Martin O’Neill is confident he will lead the Republic of Ireland into their World Cup qualifying campaign despite not formally signing his new contract.
O’Neill and assistant Roy Keane, as well as the rest of the management staff, agreed new deals with the Football Association of Ireland as they prepared to fly out to the Euro 2016 finals in France, although it later emerged that they were yet to put pen to paper.
However, having seen Ireland’s adventure come to an end following Sunday’s 2-1 defeat by the hosts in Lyon, the 64-year-old is already planning for the future.
O’Neill said: “My contract officially ended about a minute and a half after the result. I don’t see that being an issue now.
“I’ve agreed with [FAI chief executive] John [Delaney] and would be happy to continue on if he’s still feeling that way. I’d like Roy to stay, I will sit down with him.
“To a certain extent, I’m misleading you - those conversations have mostly taken place. I think he would like to do it and I think we’re pretty well all in place if the FAI board want to continue on.”
He added with a smile: “I didn’t want to see the board last night.”
The Republic headed home with their heads held high after improving significantly on their showing at Euro 2012.
Four years ago, they returned from Poland having lost each of their three group games, against Croatia, Spain and Italy. This time around, they drew 1-1 with Sweden on a night when they might have won and despite a disappointing defeat by Belgium, secured their passage to the last 16 with a famous 1-0 victory over Italy.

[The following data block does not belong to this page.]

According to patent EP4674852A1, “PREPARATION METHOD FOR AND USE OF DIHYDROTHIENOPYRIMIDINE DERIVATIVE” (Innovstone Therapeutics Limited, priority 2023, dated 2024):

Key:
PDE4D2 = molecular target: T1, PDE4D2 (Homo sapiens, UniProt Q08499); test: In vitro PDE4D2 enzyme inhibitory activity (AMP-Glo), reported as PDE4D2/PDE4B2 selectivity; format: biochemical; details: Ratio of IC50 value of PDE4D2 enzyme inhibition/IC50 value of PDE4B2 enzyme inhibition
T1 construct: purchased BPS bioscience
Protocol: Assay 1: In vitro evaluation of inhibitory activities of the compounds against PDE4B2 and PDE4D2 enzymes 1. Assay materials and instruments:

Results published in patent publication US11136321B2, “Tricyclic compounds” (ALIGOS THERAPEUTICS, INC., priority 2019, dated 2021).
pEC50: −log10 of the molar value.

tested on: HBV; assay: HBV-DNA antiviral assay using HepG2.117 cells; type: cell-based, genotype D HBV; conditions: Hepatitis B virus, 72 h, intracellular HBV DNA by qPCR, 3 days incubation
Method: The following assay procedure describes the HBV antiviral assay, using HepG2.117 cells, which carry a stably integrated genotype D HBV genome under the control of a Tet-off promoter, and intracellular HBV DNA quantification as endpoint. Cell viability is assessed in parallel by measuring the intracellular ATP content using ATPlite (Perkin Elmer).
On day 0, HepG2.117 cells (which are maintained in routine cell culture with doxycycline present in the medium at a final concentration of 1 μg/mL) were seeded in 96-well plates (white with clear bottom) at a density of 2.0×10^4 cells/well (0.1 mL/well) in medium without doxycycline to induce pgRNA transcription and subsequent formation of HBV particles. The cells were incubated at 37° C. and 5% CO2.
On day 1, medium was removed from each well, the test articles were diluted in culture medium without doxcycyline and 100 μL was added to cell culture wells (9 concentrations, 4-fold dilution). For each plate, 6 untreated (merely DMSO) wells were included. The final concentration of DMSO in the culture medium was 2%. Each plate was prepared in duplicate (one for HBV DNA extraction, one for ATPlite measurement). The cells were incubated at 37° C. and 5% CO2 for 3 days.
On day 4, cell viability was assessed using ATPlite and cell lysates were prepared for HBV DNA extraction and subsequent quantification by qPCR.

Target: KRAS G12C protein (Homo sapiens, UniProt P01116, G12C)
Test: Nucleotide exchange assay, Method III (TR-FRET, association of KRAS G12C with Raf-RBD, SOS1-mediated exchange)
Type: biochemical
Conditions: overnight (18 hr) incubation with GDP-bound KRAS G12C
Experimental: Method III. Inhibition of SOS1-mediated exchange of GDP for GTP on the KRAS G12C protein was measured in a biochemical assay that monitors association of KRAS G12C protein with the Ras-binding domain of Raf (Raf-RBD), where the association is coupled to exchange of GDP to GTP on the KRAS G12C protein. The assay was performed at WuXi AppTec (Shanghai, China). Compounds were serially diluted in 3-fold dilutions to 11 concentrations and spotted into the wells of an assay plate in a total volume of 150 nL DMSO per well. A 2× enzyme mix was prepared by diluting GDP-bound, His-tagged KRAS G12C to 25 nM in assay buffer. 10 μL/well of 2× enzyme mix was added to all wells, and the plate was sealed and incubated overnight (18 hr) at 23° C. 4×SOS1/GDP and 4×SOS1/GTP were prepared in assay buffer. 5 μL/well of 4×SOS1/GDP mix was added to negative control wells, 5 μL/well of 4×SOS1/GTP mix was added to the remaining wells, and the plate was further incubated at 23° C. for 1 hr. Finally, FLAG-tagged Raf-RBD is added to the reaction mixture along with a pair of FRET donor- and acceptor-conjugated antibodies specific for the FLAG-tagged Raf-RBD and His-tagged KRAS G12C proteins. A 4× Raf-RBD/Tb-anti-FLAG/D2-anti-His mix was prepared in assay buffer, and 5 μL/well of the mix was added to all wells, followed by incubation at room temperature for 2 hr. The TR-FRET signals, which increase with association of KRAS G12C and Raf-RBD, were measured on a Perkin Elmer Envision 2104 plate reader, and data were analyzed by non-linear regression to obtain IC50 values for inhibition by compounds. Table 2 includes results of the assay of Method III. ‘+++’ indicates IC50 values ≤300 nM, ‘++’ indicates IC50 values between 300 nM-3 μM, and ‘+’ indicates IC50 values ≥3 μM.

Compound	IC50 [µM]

Even as they bowed out, they did so while giving tournament favourites France a major scare when Robbie Brady fired them into a second-minute lead from the penalty spot, although Didier Deschamps’ men eventually squeezed through 2-1.
O’Neill said: “Sweden got us off to a fantastic start, even though it was only one point. There was pride and disappointment in equal measure that didn’t get all three points when we should have done.
“Then not so good against Belgium - we didn’t play with the same intensity and kept giving ball away cheaply, and that was a surprise given how well we’d done against Sweden.“But we roared back against Italy and people in Ireland can be very proud of the team.”